SBC News DCMS: Stake limits expected to reduce online gambling GGY by £166m

DCMS: Stake limits expected to reduce online gambling GGY by £166m

The UK government decision to implement of new £2 and £5 stake limits for online slots, set to take effect later this year, is anticipated to impact the annual gross gambling yield by £166.2 million.

As announced on Friday by the Department for Culture, Media & Sport (DCMS)  from September  a maximum stake limit of £2 on UK online slots for anyone aged between 18 and 24 years old, as well as a £5 limit for anyone aged 25 or over will be applied on online operators.

The stake limits will bring online slots in line with land-based casinos and follow a 10-week consultation period in which the government says the majority of respondents – who were industry workers, academics, treatment providers and individuals – agreed with the statutory limits for online slots stated within the gambling white paper.

The DCMS has published its response to the online slot stake limits, to which it stated that the annual reduction to GGY is expected to be £166.2m, with a 5.2 per cent drop in online slots GGY and a 2.6 per cent decline for total remote GGY.

In addition, the government noted that operators will be subjected to other costs such as “the implementation costs of game development teams needing to test and deploy a stake limit on live games”, which will be fully explored in a final stage impact assessment to be published alongside the statutory instrument later this year.

The DCMS also stated that it can’t accurately estimate how the stake limits will, in isolation, impact the population rates of gambling-related harm, but it has evidence that it will “limit the potential for harmful losses from those gambling at elevated levels of risk or experiencing problem gambling compared to the status quo of theoretically unlimited stakes”.

The government noted that it received 98 responses to the consultation, including 46 individual respondents and 52 from organisations.

One question asked if additional protections are needed for young adults aged between 18 to 24 and if a separate lower stake limit should be implemented, with five possible options to choose from: a £2 stake limit; a £4 stake limit; consistent with the limit for all adults but with extra operator vigilance; none of the above; or I don’t know.

Out of all respondents, 30 per cent were in favour of a £2 stake limit for young adults 18 to 24, while three per cent were in favour of a £4 stake limit.

29 per cent were in favour of a stake limit for young adults aged 18 to 24 that is consistent with the limit for all adults but with extra operator vigilance. Of these respondents, the majority supported a limit for all adults of either £2 or £10.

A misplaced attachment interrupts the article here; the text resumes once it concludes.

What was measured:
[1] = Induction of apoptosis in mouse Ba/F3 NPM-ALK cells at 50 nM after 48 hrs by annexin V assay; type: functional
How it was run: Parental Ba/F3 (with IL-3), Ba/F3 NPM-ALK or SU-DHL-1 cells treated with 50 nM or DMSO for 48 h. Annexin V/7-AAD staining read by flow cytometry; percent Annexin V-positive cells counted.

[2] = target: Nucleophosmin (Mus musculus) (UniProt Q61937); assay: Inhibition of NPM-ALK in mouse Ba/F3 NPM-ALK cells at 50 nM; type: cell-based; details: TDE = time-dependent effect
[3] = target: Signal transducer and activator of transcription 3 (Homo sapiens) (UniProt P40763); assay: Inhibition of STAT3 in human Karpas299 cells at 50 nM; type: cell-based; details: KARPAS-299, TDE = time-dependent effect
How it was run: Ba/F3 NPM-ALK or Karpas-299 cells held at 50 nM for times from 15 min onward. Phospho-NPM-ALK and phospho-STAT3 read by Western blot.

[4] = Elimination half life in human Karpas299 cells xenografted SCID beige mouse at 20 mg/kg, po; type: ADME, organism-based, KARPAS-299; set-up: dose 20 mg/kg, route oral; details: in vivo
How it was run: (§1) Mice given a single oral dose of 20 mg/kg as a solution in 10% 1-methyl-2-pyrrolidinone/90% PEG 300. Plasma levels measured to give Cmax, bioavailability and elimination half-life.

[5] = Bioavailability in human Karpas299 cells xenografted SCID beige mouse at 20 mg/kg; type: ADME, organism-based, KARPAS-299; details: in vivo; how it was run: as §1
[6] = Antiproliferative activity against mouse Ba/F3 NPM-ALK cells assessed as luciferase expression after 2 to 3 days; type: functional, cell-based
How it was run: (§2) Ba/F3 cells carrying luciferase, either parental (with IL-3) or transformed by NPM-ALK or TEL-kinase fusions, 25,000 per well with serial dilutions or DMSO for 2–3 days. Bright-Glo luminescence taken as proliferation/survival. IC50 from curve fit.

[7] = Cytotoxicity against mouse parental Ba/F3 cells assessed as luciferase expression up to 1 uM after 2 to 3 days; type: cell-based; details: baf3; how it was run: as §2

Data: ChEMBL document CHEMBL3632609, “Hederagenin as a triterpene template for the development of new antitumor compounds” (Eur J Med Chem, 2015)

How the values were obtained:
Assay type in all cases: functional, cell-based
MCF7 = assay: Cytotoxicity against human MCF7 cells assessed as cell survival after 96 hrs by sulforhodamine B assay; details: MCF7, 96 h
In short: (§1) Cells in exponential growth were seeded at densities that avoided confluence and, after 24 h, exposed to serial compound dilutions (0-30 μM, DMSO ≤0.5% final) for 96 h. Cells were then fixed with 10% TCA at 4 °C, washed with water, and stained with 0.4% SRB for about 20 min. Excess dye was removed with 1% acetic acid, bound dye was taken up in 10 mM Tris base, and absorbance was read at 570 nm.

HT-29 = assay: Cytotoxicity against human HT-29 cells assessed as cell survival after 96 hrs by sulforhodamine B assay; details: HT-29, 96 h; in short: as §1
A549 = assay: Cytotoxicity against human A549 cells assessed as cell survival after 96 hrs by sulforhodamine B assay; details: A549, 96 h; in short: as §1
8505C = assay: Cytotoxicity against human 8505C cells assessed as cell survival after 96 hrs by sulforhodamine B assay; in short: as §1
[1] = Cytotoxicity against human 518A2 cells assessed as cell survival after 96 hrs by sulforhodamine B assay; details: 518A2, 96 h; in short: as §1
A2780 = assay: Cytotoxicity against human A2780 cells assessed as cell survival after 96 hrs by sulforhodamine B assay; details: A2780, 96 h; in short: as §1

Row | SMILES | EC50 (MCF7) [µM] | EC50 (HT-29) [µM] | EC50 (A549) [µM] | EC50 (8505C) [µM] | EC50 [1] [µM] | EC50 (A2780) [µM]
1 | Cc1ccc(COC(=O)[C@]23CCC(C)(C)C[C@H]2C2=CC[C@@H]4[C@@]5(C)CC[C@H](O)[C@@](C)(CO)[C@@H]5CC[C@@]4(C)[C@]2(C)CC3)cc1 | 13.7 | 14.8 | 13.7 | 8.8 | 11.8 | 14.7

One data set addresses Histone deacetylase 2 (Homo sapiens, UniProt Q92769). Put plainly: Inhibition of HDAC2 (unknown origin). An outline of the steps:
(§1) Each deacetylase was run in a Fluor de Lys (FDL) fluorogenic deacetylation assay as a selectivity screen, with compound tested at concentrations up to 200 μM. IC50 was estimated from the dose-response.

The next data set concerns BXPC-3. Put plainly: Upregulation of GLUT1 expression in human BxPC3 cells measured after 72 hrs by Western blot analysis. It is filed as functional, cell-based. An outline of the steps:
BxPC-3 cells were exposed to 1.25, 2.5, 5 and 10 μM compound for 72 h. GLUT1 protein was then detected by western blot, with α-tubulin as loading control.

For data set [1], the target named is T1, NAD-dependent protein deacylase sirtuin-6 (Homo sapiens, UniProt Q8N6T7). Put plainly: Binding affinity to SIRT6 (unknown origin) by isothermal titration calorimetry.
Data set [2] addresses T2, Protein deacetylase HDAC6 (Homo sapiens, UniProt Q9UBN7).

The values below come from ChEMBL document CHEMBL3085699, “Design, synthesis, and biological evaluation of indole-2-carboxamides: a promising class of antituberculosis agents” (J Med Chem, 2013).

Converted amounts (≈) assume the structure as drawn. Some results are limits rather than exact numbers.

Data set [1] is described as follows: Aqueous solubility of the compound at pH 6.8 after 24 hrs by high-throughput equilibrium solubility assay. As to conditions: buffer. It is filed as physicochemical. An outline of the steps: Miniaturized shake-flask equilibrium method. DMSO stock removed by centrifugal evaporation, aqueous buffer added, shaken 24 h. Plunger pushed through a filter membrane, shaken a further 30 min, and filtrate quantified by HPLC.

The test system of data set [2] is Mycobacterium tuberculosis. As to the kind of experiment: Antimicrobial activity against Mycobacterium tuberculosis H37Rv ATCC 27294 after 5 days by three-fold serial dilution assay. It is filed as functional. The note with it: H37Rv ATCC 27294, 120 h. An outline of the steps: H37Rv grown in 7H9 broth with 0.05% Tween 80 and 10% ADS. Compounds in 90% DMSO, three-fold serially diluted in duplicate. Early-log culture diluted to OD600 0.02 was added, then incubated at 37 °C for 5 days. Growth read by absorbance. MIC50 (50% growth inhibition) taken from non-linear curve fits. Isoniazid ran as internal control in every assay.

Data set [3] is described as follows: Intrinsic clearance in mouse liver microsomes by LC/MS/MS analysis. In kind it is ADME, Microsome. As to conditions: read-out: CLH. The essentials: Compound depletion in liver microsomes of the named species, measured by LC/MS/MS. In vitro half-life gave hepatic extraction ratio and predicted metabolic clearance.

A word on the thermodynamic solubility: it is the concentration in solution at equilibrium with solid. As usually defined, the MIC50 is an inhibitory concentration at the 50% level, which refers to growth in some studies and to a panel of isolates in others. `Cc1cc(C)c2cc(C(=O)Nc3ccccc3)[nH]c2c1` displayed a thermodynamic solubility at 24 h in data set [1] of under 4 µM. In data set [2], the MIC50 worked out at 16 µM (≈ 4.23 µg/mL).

The ‘none of the above’ option was selected by 30 per cent of respondents, to which the majority supported a separate stake limit that is £2 or below, while a few argued that young people should not be allowed to access online slots.

Overall, the DCMS noted that 60 per cent favoured a stake limit of £2 or under for young adults aged 18 to 24, while 34 per cent were in favour of a universal limit of £2 across all adult age groups. However, it was unclear how many of those for a consistent limit for all adults would support a lower limit for young adults if the general limit is to be higher than £2.

The DCMS commented: “After considering the consultation responses, we have decided to introduce a stake limit of £2 per spin for young adults aged 18 to 24. We believe the evidence justifies increased protections for this cohort, including a separate lower stake limit.

“Young adults have the highest average problem gambling score of any age group, generally lower disposable income, ongoing neurological development impacting risk perception, and common life stage factors like managing money for the first time or moving away from support networks.”

The DCMS added: “A separate limit for young adults aligns with the wider government approach to gambling of targeted and evidence-based interventions for those at risk, while not unduly restricting others.”

Commenting on the £5 online slot stake limit for those aged 25 or over, the DCMS said: “We believe that a £5 limit will achieve the government’s stated objectives in a proportionate way, with a lower risk of unintended consequences such as displacement to the illegal online market.

“Around 20 per cent of customers currently choose to stake over £5 on a spin at least once a year (so will be impacted by this measure), but only 0.6 per cent of all spins are over £5.

“We think that a £5 maximum stake for adults aged 25 and over will help to reduce harm because of the constraint on a player’s ability to place very large stakes quickly.

“Moreover, it takes consideration of the structural differences between land-based in-person gambling and online play. A £5 limit aligns with the stake limit for B1 machines in casinos which we believe to be the most comparable land-based gambling environment in terms of risk.”

A six-week transition period will be put in place to allow operators time to be compliant with the £5 stake limit rules, followed by an additional six-week period for necessary technical solutions development to be compliant with the £2 limit for young adults aged 18-24. The government added that responses to wider measures from the white paper will be published soon.

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